Hand & Wrist Conditions

Nerve compression syndromes (cubital, radial tunnel syndrome)

What are nerve compression syndromes?

Nerves provide our arms and hands with sensation and signal muscles to move. On their way from the neck into the arm and hand, nerves travel between and through muscles, around bones and through tissue layers.

There are known areas where a nerve can get compressed if a space is too tight. Nerve compression can cause pain, weakness, tingling or loss of sensation.

Carpal tunnel syndrome is the most common nerve compression syndrome of the arm. Cubital tunnel syndrome is second most common. Typical symptoms of cubital tunnel syndrome are tingling in the little and ring fingers when having the elbows bent for a while and loss of grip strength and dexterity.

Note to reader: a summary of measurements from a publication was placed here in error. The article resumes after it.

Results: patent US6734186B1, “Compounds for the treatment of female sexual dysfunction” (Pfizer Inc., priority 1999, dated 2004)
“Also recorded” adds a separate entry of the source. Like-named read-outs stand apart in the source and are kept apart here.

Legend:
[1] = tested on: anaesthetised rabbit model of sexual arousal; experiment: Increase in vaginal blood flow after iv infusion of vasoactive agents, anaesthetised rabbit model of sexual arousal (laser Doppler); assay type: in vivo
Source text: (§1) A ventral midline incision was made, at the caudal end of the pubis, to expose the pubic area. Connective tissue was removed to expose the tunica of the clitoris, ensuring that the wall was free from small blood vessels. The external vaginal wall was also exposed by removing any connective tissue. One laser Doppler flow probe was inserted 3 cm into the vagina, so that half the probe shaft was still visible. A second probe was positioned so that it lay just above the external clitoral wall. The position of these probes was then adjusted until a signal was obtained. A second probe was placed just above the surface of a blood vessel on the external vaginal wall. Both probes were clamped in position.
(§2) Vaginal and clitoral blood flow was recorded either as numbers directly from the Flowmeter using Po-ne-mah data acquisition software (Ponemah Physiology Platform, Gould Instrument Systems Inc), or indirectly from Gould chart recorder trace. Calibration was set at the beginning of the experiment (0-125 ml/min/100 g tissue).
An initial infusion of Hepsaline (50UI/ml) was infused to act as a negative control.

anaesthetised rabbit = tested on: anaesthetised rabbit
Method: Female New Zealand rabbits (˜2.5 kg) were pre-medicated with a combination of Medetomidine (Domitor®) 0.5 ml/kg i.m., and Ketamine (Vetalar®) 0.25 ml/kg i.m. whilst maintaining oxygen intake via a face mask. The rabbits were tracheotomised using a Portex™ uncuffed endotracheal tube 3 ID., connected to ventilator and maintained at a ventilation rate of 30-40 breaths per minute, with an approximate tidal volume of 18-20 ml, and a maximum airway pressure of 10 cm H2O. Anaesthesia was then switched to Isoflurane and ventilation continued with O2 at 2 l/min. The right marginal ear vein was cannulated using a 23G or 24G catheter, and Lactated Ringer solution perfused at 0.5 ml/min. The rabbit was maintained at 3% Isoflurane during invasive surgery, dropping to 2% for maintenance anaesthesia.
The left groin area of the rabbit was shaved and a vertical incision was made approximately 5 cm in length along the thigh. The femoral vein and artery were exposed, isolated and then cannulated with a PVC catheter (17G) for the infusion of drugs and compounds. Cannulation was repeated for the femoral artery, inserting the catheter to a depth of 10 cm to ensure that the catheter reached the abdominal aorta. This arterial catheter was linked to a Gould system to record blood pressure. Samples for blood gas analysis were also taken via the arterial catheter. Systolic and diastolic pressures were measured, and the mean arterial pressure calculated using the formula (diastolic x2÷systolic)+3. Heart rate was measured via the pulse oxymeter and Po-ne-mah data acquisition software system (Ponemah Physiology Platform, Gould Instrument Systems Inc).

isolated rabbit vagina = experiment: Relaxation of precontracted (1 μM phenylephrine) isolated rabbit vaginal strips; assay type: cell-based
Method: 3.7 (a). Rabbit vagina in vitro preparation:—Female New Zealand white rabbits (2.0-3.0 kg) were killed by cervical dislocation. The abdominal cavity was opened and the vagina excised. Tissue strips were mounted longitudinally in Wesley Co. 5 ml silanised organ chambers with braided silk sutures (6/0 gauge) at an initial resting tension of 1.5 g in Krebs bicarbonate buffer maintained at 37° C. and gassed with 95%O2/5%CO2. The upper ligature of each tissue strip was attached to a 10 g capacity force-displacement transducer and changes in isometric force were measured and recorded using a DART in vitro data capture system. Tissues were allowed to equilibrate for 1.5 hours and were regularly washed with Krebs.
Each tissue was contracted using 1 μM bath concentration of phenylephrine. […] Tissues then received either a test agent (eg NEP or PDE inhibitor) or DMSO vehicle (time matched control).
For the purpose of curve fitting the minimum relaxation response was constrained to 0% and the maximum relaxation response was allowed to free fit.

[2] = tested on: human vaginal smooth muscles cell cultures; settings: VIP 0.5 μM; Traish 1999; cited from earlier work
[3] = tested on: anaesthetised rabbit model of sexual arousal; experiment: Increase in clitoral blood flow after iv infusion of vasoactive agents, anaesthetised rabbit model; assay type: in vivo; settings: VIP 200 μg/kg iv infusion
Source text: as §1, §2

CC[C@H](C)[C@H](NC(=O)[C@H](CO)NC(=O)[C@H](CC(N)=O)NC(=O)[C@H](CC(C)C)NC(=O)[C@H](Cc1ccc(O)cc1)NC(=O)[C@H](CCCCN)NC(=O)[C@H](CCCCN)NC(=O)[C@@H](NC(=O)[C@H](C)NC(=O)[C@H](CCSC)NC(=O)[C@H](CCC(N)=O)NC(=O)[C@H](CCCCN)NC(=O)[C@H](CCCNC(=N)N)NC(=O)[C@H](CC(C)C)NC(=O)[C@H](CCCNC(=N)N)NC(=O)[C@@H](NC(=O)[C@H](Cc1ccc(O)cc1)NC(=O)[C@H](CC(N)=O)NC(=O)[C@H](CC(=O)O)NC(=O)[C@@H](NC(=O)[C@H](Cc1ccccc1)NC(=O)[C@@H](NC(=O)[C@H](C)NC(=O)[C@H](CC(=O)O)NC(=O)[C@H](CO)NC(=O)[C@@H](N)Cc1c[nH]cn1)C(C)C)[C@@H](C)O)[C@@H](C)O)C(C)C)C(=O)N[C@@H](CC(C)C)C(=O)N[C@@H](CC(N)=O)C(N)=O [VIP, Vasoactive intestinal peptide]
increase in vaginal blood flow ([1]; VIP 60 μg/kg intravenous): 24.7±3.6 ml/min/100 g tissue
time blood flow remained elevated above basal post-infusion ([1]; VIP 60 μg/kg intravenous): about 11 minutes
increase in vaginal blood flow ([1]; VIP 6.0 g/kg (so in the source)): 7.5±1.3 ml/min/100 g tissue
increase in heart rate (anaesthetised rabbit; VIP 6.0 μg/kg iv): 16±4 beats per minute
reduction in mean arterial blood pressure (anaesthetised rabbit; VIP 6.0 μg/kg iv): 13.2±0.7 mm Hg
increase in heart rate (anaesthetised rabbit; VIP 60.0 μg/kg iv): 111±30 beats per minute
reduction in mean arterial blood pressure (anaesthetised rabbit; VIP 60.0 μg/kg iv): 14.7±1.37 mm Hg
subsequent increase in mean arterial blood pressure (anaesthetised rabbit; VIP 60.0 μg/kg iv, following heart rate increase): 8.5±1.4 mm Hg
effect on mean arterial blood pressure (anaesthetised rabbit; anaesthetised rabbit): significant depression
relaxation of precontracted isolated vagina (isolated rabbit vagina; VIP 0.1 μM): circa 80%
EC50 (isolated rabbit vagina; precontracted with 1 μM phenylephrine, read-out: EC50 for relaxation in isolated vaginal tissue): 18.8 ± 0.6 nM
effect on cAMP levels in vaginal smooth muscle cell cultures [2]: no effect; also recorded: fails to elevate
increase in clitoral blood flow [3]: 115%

Carpal tunnel syndrome (dr Paul van Minnen, Dr Nicholas Smith)

Cubital tunnel syndrome (dr Paul van Minnen, Dr Nicholast Smith)

Diagnosis & treatment of nerve compression syndromes

History and physical examination are often enough to diagnose a nerve compression syndrome. In nearly all cases the diagnosis is confirmed with a nerve conduction study.

Treatment of nerve compression syndromes typically starts with a trial of nonsurgical methods (change of posture / habits, hand therapy, splinting). If those fail to provide relief, surgical release of the compression may be required.